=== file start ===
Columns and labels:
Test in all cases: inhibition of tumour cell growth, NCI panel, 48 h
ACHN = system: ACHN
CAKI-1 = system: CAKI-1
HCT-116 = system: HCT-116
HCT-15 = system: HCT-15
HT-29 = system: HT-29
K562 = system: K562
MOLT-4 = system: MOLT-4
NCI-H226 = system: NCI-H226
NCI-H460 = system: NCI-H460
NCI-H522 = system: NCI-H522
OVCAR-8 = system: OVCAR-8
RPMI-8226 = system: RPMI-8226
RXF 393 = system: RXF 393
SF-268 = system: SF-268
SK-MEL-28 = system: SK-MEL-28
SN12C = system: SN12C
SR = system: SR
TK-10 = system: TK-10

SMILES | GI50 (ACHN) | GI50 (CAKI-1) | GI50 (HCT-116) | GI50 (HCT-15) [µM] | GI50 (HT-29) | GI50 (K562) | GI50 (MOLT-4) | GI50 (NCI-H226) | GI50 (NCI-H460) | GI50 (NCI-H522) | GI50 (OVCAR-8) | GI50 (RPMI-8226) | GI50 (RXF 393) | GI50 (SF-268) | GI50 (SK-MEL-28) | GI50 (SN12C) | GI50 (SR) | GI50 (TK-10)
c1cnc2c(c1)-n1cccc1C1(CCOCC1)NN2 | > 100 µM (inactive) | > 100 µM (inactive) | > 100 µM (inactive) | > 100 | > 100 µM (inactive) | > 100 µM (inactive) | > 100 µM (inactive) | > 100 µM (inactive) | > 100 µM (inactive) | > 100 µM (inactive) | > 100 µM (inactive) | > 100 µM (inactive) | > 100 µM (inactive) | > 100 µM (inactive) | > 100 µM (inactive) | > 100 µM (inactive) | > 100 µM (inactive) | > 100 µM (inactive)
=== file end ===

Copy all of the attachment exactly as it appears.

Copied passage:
Columns and labels:
Test in all cases: inhibition of tumour cell growth, NCI panel, 48 h
ACHN = system: ACHN
CAKI-1 = system: CAKI-1
HCT-116 = system: HCT-116
HCT-15 = system: HCT-15
HT-29 = system: HT-29
K562 = system: K562
MOLT-4 = system: MOLT-4
NCI-H226 = system: NCI-H226
NCI-H460 = system: NCI-H460
NCI-H522 = system: NCI-H522
OVCAR-8 = system: OVCAR-8
RPMI-8226 = system: RPMI-8226
RXF 393 = system: RXF 393
SF-268 = system: SF-268
SK-MEL-28 = system: SK-MEL-28
SN12C = system: SN12C
SR = system: SR
TK-10 = system: TK-10

SMILES | GI50 (ACHN) | GI50 (CAKI-1) | GI50 (HCT-116) | GI50 (HCT-15) [µM] | GI50 (HT-29) | GI50 (K562) | GI50 (MOLT-4) | GI50 (NCI-H226) | GI50 (NCI-H460) | GI50 (NCI-H522) | GI50 (OVCAR-8) | GI50 (RPMI-8226) | GI50 (RXF 393) | GI50 (SF-268) | GI50 (SK-MEL-28) | GI50 (SN12C) | GI50 (SR) | GI50 (TK-10)
c1cnc2c(c1)-n1cccc1C1(CCOCC1)NN2 | > 100 µM (inactive) | > 100 µM (inactive) | > 100 µM (inactive) | > 100 | > 100 µM (inactive) | > 100 µM (inactive) | > 100 µM (inactive) | > 100 µM (inactive) | > 100 µM (inactive) | > 100 µM (inactive) | > 100 µM (inactive) | > 100 µM (inactive) | > 100 µM (inactive) | > 100 µM (inactive) | > 100 µM (inactive) | > 100 µM (inactive) | > 100 µM (inactive) | > 100 µM (inactive)